So what’s the deal with miso? Readily known as the base flavor for the popular Japanese soup, miso is a thick paste made with fermented soybeans and barley or rice malt. It’s used heavily in Japanese sauces and soups because the salty, tangy flavor adds depth and complexity to a wide variety of dishes. I add miso to salad dressings, marinades and glazes because it’s a one-stop-shop for tons of flavor. Typically, the type of grain used determines how dark the miso is and, the darker the color, the more intense the flavor. If you’re a bit shy at first, opt for the white or yellow miso. If you’re ready to knock it out of the park, use the brown miso (often made with barley malt). When shopping, look for miso with the other Asian ingredients or in the produce section of the grocery store. Any variety is amazing on the salmon below. I blended tangy miso with sweet honey, mirin, salty soy sauce and refreshing orange juice. The glaze caramelizes on the salmon as it bakes in the oven (I add the glaze in two steps so it truly sticks to the salmon).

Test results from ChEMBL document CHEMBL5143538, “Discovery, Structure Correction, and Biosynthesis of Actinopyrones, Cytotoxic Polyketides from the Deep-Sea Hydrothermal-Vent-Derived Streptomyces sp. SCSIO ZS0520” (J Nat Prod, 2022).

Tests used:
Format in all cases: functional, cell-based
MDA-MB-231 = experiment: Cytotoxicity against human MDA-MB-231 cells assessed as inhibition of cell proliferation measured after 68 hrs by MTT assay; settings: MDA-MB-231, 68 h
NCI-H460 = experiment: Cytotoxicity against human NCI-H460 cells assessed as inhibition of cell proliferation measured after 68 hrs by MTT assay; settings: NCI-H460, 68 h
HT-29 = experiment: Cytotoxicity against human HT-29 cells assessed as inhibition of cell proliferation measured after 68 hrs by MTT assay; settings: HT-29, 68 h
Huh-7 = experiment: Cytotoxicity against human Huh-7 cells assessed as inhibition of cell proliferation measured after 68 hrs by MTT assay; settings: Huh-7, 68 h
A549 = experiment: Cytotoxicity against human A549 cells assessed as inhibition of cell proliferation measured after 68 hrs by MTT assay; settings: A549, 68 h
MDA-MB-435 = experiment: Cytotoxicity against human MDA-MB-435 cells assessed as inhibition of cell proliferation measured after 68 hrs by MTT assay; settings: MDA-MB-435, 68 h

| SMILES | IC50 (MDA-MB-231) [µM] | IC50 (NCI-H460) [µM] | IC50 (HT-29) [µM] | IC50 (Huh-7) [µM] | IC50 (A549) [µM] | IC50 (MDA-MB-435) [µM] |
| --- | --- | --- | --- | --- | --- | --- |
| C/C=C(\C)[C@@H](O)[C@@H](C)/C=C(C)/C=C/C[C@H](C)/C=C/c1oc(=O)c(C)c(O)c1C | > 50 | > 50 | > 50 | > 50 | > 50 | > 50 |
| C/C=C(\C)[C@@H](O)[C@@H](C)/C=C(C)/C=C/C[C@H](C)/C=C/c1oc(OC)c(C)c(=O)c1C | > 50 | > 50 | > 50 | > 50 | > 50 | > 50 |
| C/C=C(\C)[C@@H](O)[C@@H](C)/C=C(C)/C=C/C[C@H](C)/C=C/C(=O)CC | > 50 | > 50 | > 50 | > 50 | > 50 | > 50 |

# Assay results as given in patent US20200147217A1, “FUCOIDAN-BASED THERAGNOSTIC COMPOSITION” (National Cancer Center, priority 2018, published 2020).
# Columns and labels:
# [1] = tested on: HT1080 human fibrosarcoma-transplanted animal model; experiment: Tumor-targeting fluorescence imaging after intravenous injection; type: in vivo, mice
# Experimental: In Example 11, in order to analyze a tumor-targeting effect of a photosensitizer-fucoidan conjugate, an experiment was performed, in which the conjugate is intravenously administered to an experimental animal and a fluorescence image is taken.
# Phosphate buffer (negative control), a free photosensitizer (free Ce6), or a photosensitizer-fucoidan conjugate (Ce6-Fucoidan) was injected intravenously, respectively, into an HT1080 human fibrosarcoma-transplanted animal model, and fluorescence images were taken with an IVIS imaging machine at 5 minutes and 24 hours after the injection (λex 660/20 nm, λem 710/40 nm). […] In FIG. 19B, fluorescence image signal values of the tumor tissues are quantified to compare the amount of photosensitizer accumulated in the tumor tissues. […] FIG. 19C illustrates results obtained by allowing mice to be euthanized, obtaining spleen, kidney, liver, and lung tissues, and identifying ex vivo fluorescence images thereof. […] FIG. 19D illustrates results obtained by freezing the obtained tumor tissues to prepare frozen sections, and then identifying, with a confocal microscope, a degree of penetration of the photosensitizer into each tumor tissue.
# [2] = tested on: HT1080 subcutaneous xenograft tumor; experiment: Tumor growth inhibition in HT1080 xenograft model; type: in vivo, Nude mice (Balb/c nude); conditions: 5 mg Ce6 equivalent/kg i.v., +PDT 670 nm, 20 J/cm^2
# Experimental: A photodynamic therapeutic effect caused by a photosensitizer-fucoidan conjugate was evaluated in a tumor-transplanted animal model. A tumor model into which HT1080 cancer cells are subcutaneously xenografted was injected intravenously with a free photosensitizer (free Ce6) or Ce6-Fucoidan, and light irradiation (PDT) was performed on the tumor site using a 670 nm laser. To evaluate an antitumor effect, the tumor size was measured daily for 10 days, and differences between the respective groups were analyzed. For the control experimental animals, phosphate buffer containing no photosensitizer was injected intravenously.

Enjoy, and then send me YOUR favorite uses for miso!
Soy doesn’t just mean edamame and tofu — it’s also in a variety of foods that you might not be aware of. Learn more about the different forms of soy and why some may be better for you than others.